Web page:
Regarding the mandatory ethics “course”, the RPSC gathered information from Dean Harry Richards. This training is not for credit and will not result in added cost to the student or the group funding the student. The training will be required only for new doctoral students. Current doctoral students will not be required to take the training. Much of the training material will be available through on-line modules, although the training will entail two or three in-person meetings/workshops. The estimated time commitment to complete the training is fifteen to sixteen hours. The training has already been approved by two faculty groups: the Graduate Council and the Responsible Conduct of Research and Scholarly Activity Committee, which is advisory to the Senior Vice Provost for Research and the Dean of the Graduate School. The plan is for this training to meet the National Science Foundation training requirement for participation in the grants that it funds. Current plans call for rolling out the training in fall of 2011. UNH has taken on a leadership role in this type of training, with two previous grants from the Office of Research Integrity. UNH is currently submitting a grant to NSF to provide training to graduate faculty to teach discipline-specific RCR courses. The University of Massachusetts at Amherst, the University of Vermont, Tufts University, the University of Hartford and others have agreed to partner with UNH to send people here for training. Based upon the information above, the unanimous consensus of the RPSC is that no further action by the Faculty Senate on this issue is warranted.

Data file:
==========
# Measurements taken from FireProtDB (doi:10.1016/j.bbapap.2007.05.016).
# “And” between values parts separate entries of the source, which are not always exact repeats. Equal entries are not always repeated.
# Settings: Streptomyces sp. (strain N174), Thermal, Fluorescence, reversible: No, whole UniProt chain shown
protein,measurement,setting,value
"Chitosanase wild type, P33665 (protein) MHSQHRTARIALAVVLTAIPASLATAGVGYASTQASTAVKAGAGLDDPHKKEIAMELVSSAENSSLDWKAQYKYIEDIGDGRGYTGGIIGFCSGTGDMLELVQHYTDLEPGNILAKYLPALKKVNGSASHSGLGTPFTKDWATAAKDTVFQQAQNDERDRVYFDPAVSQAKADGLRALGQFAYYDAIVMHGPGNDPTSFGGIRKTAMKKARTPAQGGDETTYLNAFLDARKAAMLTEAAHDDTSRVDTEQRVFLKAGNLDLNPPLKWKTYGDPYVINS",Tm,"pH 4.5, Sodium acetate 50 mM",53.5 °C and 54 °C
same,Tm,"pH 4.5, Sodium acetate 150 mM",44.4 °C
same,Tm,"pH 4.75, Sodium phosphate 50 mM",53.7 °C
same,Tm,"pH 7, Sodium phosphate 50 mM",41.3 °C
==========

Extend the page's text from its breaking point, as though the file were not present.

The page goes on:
A senator asked why all doctoral students should be expected to do this training which is driven by NSF grant applications, when many humanities graduate students will never work on an NSF grant. The administration believes that all doctoral degree students should take training on ethics. The Graduate Council had indicated that the on-line part of the training course contains case studies and that those should include situations appropriate to the work of each college. Thus, the arts could be addressed as well as engineering and the sciences. A professor said that this is not a course in ethics but has been instituted so that UNH will be in compliance with government agency standards. Another faculty member objected that requiring such a course implies that there is a problem in this area which needs to be addressed at UNH, whereas there is no evidence of any such problem and the students already are well trained by their professors. He added that the training should not be mandatory, because many students will never participate in an NSF grant. He said that we should not swat a gnat with a bazooka. A senator said that she understands those reservations but said that the training includes protection for human subjects. Moreover, much of the training course was designed by UNH faculty, using funding from NSF grants for that purpose. A professor said that humanities grants were not considered as part of the model and that we should not view research as only the sciences and engineering. A senator said that NSF grants go also to social sciences such as history, but not to the arts. Could we say that this training course is available but not mandatory for all entering doctoral students? Perhaps a motion could be presented to that effect.